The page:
drm signal

While DAB and DRM were mainly Europe developments, the US took a different, though interesting, approach. Their approach was to integrate a digital component with the FM signal, wuch that the original FM signal still can be received. The width of the signal is now 400 KHz, fitting in the FM band (of course due to the density in European FM bands, that approach is not reaslistic here.
The picture shows in schematic form the spectrum of such a signal. iboc
In this in-band/on-channel (IBOC) approach, two sidebands are added to the signal, where the sidebands are the digital components. The standard describes different options, differing in the allowed width of the analog part and the width of the side bands, up to a complete digital signal.
Encoding the digital part of the signal is - almost obviously - using the same approach as applied to DAB and DRM, i.e. OFDM.

Radio equipment and software

It is quite obvious that using a simple diode detector, or even a handful transistors, capacitors and resistors, is not enough to build a receiver for the various forms of digital transmissions. Next to something to receive the analog signal and convert it to samples, one does need computing power. Of course, once computing power is available this can be used for AM, single side band, and FM as well.

When applying computing power, e.g. a PC, radio reception requires a separate component for receiving signals, if possible some filtering, transforming the received signal to one on an Intermediate Frequency of 0 Hz, and converting the analog signal into a sequence of samples. Currently there is a tremendous amount of such devices on the market, they all have in common that the covered range of frequencies is up to about 2 GHz or more, and they all can be controlled programmatically using the USB interface. They differin quality, some cheap ones do not have any practical filtering and deliver 8 bit samples, with others transmission is possible as well, and a few good ones have accurate oscillators, pretty good filtering and deliver to up to 14 bits per sample.

Having such a device, decoding AM, single sideband and FM, using a computer is trivial and the most basic form, AM decoding, is essentially only taking the absolute value of a complex sample. In a program this is usually one or at most a few lines of program. Decoding the amateur modes usb and lsb requires some phase shifting, but in software that is no real problem, decoding is - again - expressed in one or two lines of program. The complexity of the software for processing these analog modes is more in filtering and controlling the radio device sending the samples, than in the actual decoding of the signal.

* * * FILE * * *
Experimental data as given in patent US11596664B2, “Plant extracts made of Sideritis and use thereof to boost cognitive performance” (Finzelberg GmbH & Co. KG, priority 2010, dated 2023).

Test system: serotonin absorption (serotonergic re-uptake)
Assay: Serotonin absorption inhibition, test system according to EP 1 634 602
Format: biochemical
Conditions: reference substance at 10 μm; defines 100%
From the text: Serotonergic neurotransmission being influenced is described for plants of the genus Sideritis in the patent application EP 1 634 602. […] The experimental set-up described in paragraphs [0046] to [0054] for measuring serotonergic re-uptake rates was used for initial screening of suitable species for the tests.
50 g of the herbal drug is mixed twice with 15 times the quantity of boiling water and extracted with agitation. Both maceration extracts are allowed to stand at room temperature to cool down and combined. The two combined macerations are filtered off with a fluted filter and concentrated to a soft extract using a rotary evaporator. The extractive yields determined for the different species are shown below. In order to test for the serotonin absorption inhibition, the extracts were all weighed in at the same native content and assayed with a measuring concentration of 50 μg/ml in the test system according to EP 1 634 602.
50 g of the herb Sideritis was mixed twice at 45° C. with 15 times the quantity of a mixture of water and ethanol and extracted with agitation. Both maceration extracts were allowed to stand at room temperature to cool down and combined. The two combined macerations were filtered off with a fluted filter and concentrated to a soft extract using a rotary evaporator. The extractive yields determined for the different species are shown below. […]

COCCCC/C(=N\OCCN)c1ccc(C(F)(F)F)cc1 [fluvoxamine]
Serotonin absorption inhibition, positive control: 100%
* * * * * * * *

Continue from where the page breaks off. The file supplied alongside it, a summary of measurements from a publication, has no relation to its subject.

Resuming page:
Processing current FM transmissions is slightly more complex, not because of the basic decoding of the signal, which amounts to computing the phase difference of successive samples, but because the raw decoded signal contains an L+R component, a pilot signal, an L-R component and a digital RDS signal. Since for extracting the L-R signal and the RDS signal the pilot is required one needs to implement some DSP algorithms.

Processing digital modes is - again - slightly more complex, usually an OFDM technique is used. A signal, consisting of the aforementioned 1536 or 256 carriers with the data modulated on it, is fed into an inverse FFT processor, and after some additions to ease the decoding of the signal later on, fed through a DA converter and amplified, shifted in frequency and send to (through) an antenan. The picture shows the steps in an transmission based on OFDM.
block diagram
It shows that on the receiver side the process is reversed, the analog signal is converted into a stream of bits using an AD converter, using an FFT processor these bits are then converted into someething that is then eventually transformed into data for audio.

As a rule of thumb, decoding samples from a - digitized - analog AM signal takes a couples to - at most - a couple of dozens lines of code, decoding samples from a analog FM stereo signal takes a couple of hundred lines of code, and decoding samples from an analog DAB signal takes a few thousand lines of code.
Experience shows that most of the code is in other things, GUI's and controls. In my DAB software app 70 percent of the code is not (directly) related to the transformation of the incoming samplestream to the outgoing audio (sample) stream.

As mentioned, in the late 50-ies and 60-ies - my teener years - DIY "radio" was really "in", there were magazines with schemes and building instructions for radios (and of course amplifiers and even TV's) and it was really fun (it actually still is) seeing the glowing of the tubes and hearing the soft hissing and noise when switching on a newly built (variant of the) radio.

After being retired, rather than heating my soldering iron, I started with simple forms of digital signal processing. While starting with data transfer between equipment and computer using a sound card, the fun really started after obtaining (very) decent equipment that is capable of (a) being tuned to a frequency between a few KHz and up to a few GHz, and (b) send IQ samples with higher rates to the computer,

Some of the resulting software is described in this website, DRM and DAB decoding is - I believe - sufficiently interesting, as are the plugins I wrote for SDRuno, the software environment for playing with SDRplay devices.